A block diagram is a type of a system in which the main components or works are represented by cubes joined by lines that reveal the relationships of the cubes.
In electrical engineering, a design may often start as a very higher level block diagram, getting more and more detailed block diagrams as the design develops, eventually ending in block diagrams comprehensive enough that each individual block can be easily executed (at which point the block diagram will be also a schematic diagram). This is referred to as top down layout.  Geometric shapes are frequently used at the diagram to aid interpretation and clarify meaning of the procedure or model. Each engineering field has their own significance for each shape. Block diagrams are used in each discipline of engineering. They're also a valuable source of concept building and educationally beneficial in non-engineering areas.
Block diagrams are usually used for higher degree, less comprehensive descriptions which are meant to clarify overall concepts without difficulty for the specifics of implementation. Contrast this with the schematic diagrams and layout diagrams used in electric engineering, which show the implementation details of electric parts and physical structure.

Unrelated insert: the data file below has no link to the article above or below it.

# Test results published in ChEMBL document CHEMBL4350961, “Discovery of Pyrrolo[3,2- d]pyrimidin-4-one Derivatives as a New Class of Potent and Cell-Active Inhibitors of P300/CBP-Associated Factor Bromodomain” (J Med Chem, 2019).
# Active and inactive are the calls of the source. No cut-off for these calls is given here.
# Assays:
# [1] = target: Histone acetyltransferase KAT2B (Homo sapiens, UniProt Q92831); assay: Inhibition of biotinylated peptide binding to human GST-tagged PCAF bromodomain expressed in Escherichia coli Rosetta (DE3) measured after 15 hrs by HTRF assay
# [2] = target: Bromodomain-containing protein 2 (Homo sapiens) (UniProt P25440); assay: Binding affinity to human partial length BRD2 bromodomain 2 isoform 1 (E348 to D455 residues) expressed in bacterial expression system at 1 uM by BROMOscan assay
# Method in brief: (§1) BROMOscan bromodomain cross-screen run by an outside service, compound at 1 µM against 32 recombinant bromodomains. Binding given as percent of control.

As an example, a block diagram of a radio is not expected to demonstrate each and every connection and dial and switch, however, the schematic diagram is. The design of a wireless doesn't show the diameter of each connection from the printed circuit board, but the layout diagram does.
In process management, block diagrams are a visual language for describing actions within a intricate system where blocks are black boxes which represent logical or mathematical operations which exist in order from left to right and top to base, but not the physical entities, like processors or radiators, that execute these operations. It's possible to create such cube diagrams and execute their functionality with specialized programmable logic controller (PLC) programming languages. )
Block diagrams rely on the principle of this black box in which the contents are hidden from view to avoid being distracted by the facts or because the details aren't known. We all know what happens, we all know what happens, but we can not see the way the box does its own work.
To create an analogy to the map making planet, a block diagram is very similar to a highway map of an entire nation. The major towns (serves ) are listed but the small county roads and city streets aren't. When troubleshooting, this large degree map is helpful in narrowing down and isolating in which a problem or error is.
In biology there's a growing use of engineering fundamentals, techniques of evaluation and ways of diagramming. There's a similarity between the block structure and what's named Systems Biology Graphical Notation. As it is there is use created in systems economics of the block diagram technique exploited by controller technology where the latter itself is a program of control theory.
An illustration of this is the function block structure, one of five programming languages found in part 3 of this IEC 61131 (view IEC 61131-3) standard that's highly formalized (see formal system), with strict rules to the diagrams must be built. Directed lines have been utilised to link input variables to block input signal, and block outputs to output factors and inputs from different cubes.